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The United Kingdom jurisdiction taskforce confirmed in a statement by Sir Geoffrey Vos that crypto-assets will be recognized as tradeable property while smart contracts are enforceable under English law.
In recent months, digital assets and cryptos have attracted heated debates. Some governments and watchdogs are making laws that may allow them to go mainstream while others are still hesitant. In what appears as a major development in the nascent crypto industry in the UK, a landmark legal statement was published.
The statement was given by the Chancellor of the High Court, Sir Geoffrey Vos. It confirmed that crypto-assets will be recognized as tradeable property while smart contracts are enforceable under English law. Lawyers believe that this recognition has the potential to make cryptocurrency use mainstream.
Recently, the UK Jurisdiction Taskforce of the Lawtech Delivery Panel published a legal statement that addresses the legal uncertainty of digital assets and smart contracts. Welcoming the ‘legal statement’ published on November 17, lawyers are convinced that it is the first step to gaining full legal status. Vos expressed his delight at the clarity given to the digital assets saying:
“In legal terms, crypto assets and smart contracts undoubtedly represent the future. I hope that the Legal Statement will go a long way towards providing much-needed market confidence, legal certainty and predictability. It will affect areas that are of great importance to the technological and legal communities, and the global financial services industry.”
The smart contracts come in handy in the creation of more secure and efficient methods of implementing contracts between parties. It is projected that the global smart contract market will reach $300 million by 2023. Moreover, the World Economic Forum predicts that 10% of global GDP will run on the blockchain network by 2027.
Some individuals have alleged that the legal statement could go a long way to help digital asset customers. That, in turn, will also enhance confidence in the investors in the UK industry. Currently, the demand for cryptos is already at its peak, without the hesitancy that laced the 2017 bull market.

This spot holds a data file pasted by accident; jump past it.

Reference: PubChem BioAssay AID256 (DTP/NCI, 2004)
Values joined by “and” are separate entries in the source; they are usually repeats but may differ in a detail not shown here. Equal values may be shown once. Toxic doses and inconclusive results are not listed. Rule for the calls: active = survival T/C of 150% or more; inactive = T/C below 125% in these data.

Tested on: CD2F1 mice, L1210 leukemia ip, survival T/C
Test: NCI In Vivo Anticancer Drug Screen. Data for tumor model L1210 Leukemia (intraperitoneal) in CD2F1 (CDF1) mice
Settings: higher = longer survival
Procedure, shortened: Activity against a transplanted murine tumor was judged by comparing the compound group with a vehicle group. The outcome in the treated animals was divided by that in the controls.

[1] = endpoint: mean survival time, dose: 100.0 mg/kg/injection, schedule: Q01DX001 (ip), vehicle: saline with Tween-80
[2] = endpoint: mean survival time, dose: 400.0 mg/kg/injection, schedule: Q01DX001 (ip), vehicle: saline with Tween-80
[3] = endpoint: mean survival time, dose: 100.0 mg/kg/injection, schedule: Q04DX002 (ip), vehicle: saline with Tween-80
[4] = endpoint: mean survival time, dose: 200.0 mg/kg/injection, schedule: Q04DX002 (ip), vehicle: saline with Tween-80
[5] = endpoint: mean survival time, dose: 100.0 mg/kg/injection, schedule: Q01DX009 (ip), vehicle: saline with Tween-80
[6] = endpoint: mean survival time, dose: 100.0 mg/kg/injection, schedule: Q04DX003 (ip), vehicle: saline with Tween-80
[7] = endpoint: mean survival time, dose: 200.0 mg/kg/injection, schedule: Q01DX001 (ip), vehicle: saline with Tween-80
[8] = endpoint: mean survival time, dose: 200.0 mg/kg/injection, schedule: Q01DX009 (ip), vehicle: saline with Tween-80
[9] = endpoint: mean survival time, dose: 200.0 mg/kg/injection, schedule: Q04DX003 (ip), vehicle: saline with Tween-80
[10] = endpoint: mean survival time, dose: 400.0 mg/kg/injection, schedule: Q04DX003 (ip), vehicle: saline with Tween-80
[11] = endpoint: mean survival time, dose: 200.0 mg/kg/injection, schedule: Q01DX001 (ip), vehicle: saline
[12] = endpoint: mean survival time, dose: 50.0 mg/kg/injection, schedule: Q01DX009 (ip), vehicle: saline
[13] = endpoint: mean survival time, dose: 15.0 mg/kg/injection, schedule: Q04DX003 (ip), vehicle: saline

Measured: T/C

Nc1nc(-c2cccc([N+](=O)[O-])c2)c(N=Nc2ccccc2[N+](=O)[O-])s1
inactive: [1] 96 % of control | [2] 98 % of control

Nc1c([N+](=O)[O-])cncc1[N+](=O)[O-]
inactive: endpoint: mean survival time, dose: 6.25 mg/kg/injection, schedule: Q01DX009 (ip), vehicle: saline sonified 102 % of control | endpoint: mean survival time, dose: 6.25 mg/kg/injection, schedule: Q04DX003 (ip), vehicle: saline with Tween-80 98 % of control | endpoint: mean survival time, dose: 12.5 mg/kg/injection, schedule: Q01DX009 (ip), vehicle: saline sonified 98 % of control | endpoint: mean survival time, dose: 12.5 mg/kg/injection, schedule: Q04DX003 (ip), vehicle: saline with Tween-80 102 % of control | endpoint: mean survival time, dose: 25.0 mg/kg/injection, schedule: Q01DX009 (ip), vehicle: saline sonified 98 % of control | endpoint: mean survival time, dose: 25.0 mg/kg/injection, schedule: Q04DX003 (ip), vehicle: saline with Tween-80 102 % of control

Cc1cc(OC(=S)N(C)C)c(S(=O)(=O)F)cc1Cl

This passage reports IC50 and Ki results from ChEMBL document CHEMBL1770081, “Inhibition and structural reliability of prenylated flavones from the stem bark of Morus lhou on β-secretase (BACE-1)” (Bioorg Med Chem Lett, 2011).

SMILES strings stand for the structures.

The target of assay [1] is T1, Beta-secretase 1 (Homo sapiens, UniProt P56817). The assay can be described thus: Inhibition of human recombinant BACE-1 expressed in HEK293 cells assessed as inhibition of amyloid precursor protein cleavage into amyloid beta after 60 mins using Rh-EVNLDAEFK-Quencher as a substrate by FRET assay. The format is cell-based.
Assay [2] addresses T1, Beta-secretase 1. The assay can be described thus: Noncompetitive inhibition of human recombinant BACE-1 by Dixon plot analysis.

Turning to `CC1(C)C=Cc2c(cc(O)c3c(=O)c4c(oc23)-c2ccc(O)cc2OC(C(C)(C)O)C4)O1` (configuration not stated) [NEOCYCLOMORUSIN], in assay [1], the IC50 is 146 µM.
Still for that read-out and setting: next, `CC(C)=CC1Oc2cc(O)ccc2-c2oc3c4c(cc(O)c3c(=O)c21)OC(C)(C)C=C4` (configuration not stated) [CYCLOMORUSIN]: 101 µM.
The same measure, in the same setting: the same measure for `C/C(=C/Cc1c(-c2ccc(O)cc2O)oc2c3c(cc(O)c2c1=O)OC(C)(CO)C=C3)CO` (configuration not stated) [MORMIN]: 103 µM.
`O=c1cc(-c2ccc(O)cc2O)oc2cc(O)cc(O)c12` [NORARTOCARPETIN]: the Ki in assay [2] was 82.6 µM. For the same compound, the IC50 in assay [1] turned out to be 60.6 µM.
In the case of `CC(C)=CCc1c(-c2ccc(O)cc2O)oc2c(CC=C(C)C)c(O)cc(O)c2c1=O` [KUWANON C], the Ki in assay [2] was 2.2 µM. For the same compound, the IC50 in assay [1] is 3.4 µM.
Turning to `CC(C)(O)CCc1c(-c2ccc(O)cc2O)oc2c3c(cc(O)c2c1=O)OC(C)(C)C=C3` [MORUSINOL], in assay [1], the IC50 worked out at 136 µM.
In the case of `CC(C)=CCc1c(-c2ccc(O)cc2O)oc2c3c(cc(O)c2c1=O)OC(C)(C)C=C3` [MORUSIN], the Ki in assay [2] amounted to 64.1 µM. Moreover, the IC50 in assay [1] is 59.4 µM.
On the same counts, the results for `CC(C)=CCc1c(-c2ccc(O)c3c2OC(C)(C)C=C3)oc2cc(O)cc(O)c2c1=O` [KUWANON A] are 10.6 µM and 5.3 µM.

Sam Goodman, David Quest QC, Lawrence Akka QC, and Matthew Lavy drafted the legal statement. They got support from Linklaters LLP, members of the UKJT, and various respondents. The respondents came from a public consultation that included academics, businesses, and the wider legal sector.
According to the report, the crypto-assets comprised of all the indicia of property. The statement further stated that the distinctive properties of all other digital assets, in spite of their intangibility, use of a DLT (distributed ledger technology) did not invalidate their allegation of being categorized as property.
This statement will offer a firm foundation for the mainstream adoption of crypto assets and smart contracts in the United Kingdom. That will potentially provide a boost to the companies working in the cryptocurrency industry. According to the task force, there is a huge potential importance of smart contracts. The press release stated:
“Smart contracts can be used to create more secure and more efficient ways of implementing (and automating performance of) contracts between parties. This could revolutionize agreements, from mortgages and medical research to property ownership, as smart contracts automatically execute transactions and remove the need for a middle man.”
The statement was finalized once consultations were made with the ‘tech community’ and the financial sector. Regulators and legal experts were also involved. Going forward, the Law Commission will determine whether any regulation or legislation may be ‘desirable’ in the crypto-assets sector.